[Team Specman welcomes Principal Support Application Engineer Avi Farjoun to share some important tips on the famous “vhdlsync” switch]
As users with mixed VHDL and Verilog environments know, even in this day & age mixed HDL simulation cycle semantics are not very well defined. Even worse: there is no standard that specifies the order of execution of always blocks and VHDL processes, which can lead to simulation results in differing from an equivalent pure VHDL or pure Verilog simulation. Specifically, there are two very common problem scenarios, both of which can get trickier when Specman comes into the picture. Consider:
Scenario 1 - VHDL entities that drive Verilog regs and nets
In this scenario, Specman might sample Verilog signal values that are premature
Scenario 2 - Verilog entities drives VHDL signals
In this case, Specman might not sense a change on VHDL signals.
In order to better understand why these scenarios happen, let's look at a "normal" Specman-simulation cycle:
- First all signal updates are performed.
- Next, VHDL “processes” and Verilog “always” blocks are executed
- If executing these “process” and “always” blocks trigger more signal updates, then it loops, until all signal updates and process are executed. (You often hear this referred to as “the active region”.)
- Specman then synchronizes (i.e. samples values) just after that, and before the execution of non-blocking assignments (“NBAs”) list.
- Once all this is evaluated (the active region+Specman), then Verilog NBAs are executed.
- Since the VHDL language signal assignment statement always performs the signal value update in the next delta cycle (there is no blocking/non-blocking or any similar concept in VHDL), then at a given simulation time, for mixed language designs, Specman synchronizes after all VHDL signal updates have been done.
The following Diagram better illustrate this flow (Specman is operating in the "Red Zone"):
When you tie this sequence of activity to Scenario 1 above, Specman will sample the Verilog signal after it is already changed to the next value (instead of seeing the value before the change).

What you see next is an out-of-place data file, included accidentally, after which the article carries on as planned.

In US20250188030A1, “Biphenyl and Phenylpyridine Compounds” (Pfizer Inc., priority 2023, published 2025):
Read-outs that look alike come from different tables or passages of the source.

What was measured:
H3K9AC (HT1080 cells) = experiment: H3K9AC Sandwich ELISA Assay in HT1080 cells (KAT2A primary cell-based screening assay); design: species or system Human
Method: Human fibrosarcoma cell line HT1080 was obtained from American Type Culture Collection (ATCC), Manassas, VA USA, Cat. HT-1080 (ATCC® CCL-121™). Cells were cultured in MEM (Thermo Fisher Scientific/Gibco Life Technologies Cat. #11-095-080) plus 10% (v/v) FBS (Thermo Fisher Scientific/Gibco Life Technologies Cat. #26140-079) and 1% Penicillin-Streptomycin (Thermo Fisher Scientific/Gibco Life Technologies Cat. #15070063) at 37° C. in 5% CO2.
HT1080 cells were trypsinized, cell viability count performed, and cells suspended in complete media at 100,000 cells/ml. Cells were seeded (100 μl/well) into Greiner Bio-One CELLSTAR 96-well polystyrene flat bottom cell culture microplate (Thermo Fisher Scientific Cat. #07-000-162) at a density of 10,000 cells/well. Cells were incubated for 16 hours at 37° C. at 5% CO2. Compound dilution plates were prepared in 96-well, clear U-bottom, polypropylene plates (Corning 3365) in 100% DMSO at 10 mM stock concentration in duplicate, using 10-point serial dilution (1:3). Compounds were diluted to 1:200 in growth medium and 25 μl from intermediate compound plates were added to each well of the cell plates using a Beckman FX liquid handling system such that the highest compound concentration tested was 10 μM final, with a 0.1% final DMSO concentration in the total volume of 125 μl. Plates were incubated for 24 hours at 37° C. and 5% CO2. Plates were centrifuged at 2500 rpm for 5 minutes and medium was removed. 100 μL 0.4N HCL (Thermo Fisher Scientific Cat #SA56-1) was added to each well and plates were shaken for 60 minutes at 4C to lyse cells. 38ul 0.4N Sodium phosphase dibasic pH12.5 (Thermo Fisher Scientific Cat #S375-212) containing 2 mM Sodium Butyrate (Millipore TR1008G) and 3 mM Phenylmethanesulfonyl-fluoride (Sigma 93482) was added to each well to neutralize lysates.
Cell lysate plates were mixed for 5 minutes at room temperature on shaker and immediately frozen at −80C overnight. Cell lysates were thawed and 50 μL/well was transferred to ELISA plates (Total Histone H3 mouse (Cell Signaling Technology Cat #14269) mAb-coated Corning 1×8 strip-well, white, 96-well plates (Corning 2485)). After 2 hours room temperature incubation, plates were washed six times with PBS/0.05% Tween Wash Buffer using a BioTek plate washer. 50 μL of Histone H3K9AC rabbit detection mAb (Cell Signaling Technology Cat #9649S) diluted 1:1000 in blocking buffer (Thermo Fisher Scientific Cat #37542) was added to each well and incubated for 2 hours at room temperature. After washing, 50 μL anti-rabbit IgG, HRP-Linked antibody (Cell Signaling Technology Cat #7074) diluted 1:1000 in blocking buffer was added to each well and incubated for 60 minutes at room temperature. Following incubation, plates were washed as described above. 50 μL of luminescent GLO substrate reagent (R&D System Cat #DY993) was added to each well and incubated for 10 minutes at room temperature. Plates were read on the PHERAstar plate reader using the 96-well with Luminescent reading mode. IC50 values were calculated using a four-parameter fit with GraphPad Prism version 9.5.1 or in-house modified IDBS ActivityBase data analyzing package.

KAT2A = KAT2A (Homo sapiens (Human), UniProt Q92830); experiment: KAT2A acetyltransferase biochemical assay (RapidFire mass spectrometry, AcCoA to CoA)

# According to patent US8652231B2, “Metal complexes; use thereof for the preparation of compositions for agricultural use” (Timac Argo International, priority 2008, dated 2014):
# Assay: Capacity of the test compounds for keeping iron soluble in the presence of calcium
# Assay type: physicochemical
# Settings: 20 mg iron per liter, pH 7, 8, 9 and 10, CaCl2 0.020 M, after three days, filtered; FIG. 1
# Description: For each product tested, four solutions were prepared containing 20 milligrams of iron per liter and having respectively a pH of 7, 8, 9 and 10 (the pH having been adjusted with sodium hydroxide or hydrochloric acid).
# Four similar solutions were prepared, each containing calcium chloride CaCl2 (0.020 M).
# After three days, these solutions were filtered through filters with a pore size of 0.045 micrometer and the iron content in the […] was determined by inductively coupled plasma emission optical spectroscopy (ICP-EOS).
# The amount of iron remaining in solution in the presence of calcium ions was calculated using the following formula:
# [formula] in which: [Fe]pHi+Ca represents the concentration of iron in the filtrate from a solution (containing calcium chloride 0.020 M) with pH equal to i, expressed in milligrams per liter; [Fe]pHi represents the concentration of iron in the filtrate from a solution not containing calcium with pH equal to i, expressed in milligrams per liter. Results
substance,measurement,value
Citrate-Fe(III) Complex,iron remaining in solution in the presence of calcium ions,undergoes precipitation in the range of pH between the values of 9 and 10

In reference to Scenario 2 above, Specman might miss the change on the VHDL signal since it is updated after the synchronization sample is taken.
To avoid both of these problems, the switch 'vhdlsync' has been added to irun/ncelab. In short, this switch separates VHDL process and Verilog always block execution lists. Thus, if you want to consider VHDL signal assignments to be treated as NBAs, and want Specman to sample the VHDL values just before they are updated, then 'vhdlsync' should be used. In such a case Specman starts synchronizing after the execution of VHDL process list and before it loops for more signal updates in the same simulation time (VHDL delta cycle increments), i.e. order of execution will be Verilog followed by VHDL and Specman gives consistent results irrespective of if it samples a signal in Verilog or VHDL.
Conversely, if this switch is not used, the order of evaluation is arbitrary, (as mentioned, there is no standard that specifies the order). Nevertheless, there might be many designs that count on that order (or should I say, “disorder”), and using 'vhdlsync' might change the behavior of their simulation. For example, consider the case where there are messages coming from different blocks at the same simulation time which may come in a different order. In this case the switch is not default, and both behaviors (with and without the switch) are supported, and "correct".
There are more details and examples where this switch can be required in Specman's Integrator's Guide, Chapter 13.4.6, "Mixed HDL Synchronization Issues”
Principal Support Application Engineer
Incisive & Specman Technology